Calcudoku

CPE 101: Fundamentals of Computer Science

Purpose

To further your understanding of iteration and using multidimensional lists, as well as implementing

an exhaustive search algorithm.

Description

For this program, you will be writing a solver for 5×5 Calcudoku puzzles. A Calcudoku puzzle is an

NxN grid where the solution satisfies the following:

Each row can only have the numbers 1 through N with no duplicates

Each column can only have the numbers 1 through N with no duplicates

The sum of the numbers in a cage (areas with a bold border) should equal the number shown in

the upper left portion of the cage

Puzzle input and output files can be downloaded from:

http://users.csc.calpoly.edu/~dkauffma/101/calcudoku.zip

Here is a sample puzzle (left) and its solution (right):

Input

A sample input file is shown below.

9

9 0 5 6

7 1 2

10 3 8 13

14 4 9 14 19

3 7

8 10 11 16

13 12 17 21 22

5 15 20

Calcudoku http://users.csc.calpoly.edu/~dkauffma/101/calcudoku.html

1 of 3 3/15/19, 1:27 PM

6 18 23 24

The first line contains the number of cages in the puzzle. After the first line, each subsequent line

describes a cage. The first number of a line is the sum of the cage and all numbers afterward refer to

the positions of the cells that make up the cage. In the puzzle, the cell positions are numbered starting

with 0 for the upper left cell and increase from left to right.

Output

Your program should display a solution to the puzzle output in the following format:

4 1 2 5 3

1 5 4 3 2

2 3 5 4 1

3 4 1 2 5

5 2 3 1 4

Implementation

Solving a Puzzle

Your program will solve puzzles using an exhaustive search (or “brute force”) approach, in which it

tries (potentially) all possible solutions until it finds the correct one. Your algorithm should perform

the following:

1. Initialize all cells to 0

2. Increment the value in the current cell by 1 (starting from the top-left cell)

If the incremented value is greater than the maximum possible value, set the current cell

to 0 and move back to the previous cell

Otherwise, check if the number is valid. If so, continue to the next cell to the right

(advancing to the next row when necessary)

3. Repeat Step 2 until the puzzle is fully populated and valid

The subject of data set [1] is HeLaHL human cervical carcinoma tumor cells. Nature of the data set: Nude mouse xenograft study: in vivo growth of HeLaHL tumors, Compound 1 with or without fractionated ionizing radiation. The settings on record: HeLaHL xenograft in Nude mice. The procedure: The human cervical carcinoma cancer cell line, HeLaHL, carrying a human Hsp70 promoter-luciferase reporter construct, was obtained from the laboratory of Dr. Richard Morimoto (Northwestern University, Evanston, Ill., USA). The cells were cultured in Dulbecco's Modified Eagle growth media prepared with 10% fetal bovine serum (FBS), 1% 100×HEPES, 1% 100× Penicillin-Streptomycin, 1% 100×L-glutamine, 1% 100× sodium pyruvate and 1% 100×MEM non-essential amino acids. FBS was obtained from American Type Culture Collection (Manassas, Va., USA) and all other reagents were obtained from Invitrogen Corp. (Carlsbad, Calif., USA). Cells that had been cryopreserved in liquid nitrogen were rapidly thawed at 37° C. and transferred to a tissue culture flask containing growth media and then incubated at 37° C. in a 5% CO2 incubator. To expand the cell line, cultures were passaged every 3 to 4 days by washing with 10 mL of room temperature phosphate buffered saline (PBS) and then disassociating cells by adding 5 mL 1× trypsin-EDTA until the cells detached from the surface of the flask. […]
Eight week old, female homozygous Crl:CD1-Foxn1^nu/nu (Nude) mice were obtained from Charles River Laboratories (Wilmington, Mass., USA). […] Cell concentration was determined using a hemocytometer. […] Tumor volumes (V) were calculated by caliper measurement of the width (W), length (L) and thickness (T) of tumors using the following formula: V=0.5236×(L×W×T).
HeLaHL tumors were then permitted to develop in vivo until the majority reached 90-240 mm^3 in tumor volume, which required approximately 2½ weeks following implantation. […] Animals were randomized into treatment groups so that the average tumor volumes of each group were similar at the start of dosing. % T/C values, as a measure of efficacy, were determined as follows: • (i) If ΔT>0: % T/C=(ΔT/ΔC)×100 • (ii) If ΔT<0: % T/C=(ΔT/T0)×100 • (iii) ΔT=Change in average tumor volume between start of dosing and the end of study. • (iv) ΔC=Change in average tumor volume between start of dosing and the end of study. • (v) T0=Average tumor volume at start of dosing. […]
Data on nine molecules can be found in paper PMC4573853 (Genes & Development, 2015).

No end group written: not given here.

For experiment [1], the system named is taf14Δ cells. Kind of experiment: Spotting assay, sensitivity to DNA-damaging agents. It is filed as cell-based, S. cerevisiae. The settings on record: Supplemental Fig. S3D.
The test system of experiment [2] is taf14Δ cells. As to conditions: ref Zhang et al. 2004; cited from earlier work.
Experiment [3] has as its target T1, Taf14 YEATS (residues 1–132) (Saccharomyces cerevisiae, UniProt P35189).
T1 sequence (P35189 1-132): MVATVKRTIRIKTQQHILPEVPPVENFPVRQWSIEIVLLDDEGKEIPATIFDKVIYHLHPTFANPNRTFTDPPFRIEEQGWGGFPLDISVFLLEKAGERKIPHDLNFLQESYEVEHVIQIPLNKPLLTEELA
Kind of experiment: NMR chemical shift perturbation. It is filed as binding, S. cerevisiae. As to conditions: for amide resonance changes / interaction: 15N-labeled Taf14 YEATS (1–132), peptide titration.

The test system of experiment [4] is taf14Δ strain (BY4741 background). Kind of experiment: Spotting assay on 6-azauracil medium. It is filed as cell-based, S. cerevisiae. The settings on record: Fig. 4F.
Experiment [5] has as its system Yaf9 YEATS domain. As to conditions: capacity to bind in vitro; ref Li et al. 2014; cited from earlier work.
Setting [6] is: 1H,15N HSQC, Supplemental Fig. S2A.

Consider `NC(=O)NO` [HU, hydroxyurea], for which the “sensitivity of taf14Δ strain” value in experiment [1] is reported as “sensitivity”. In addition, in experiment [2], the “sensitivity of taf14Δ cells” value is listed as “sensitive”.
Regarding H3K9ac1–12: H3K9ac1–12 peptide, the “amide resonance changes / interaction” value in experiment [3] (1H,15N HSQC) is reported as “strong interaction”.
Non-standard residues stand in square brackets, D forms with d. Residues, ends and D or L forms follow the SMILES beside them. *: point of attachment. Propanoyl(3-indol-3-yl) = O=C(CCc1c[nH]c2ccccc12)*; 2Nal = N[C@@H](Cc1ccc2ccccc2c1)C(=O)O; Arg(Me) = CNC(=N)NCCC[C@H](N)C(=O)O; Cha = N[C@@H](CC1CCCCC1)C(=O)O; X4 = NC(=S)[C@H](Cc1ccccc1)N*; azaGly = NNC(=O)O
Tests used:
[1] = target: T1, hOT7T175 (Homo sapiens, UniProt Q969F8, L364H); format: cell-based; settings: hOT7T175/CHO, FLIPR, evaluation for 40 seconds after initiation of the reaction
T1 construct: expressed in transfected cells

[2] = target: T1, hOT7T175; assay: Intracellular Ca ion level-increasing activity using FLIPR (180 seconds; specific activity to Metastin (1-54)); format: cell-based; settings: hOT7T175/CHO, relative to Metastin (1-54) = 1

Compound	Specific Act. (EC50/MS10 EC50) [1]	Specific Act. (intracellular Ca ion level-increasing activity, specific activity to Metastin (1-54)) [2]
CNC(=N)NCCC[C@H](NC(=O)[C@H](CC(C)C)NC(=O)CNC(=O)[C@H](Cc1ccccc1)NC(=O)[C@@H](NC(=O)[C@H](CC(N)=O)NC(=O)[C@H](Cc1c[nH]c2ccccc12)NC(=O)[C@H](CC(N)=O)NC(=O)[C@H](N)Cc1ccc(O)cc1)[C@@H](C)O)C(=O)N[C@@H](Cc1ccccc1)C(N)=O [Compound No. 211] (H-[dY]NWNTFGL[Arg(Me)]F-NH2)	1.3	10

In order for this algorithm to work, you will need to write functions to test if a puzzle is in a valid

state. As you populate the puzzle with numbers, it becomes invalid if:

Duplicates exist in any row or column

The sum of values in a fully populated cage does not equal the required sum

The sum of values in a partially populated cage equals or exceeds the required sum

main()

The main function (with optional helper functions) should perform the following steps:

Store the data from the puzzle input file in a 2D list of integers

Create a 5×5 grid using a 2D list and fill it with zeros

Only one while loop is recommended to validly populate every cell in the grid

transpose(grid: List[List[int]]) – List[List[int]]

Calcudoku http://users.csc.calpoly.edu/~dkauffma/101/calcudoku.html

2 of 3 3/15/19, 1:27 PM

Return the transposition of the given grid. Assume that the grid has a square number of elements but

make no assumptions about its actual size.

validate_rows(grid: List[List[int]]) – bool

Return True if all rows contain no duplicate positive numbers and False otherwise.

validate_cages(grid: List[List[int]], cages: List[List[int]]) – bool

Return True if the sum of values in a fully populated cage equals the required sum or the sum of

values in a partially populated cage is less than the required sum and False otherwise.

Testing

Each puzzle can be found in a separate file:

test1.in, test2.in, test3.in, …

Your program should be run using:

python3 calcudoku.py < test#.in

You should compare your output with the corresponding output files using diff:

test1.out, test2.out, test3.out, …

Submission

On a CSL server with calcudoku.py and cdtests.py in your current directory:

/home/dkauffma/casey.exe 101 calcudoku

Calcudoku http://users.csc.calpoly.edu/~dkauffma/101/calcudoku.html

3 of 3 3/15/19, 1:27 PM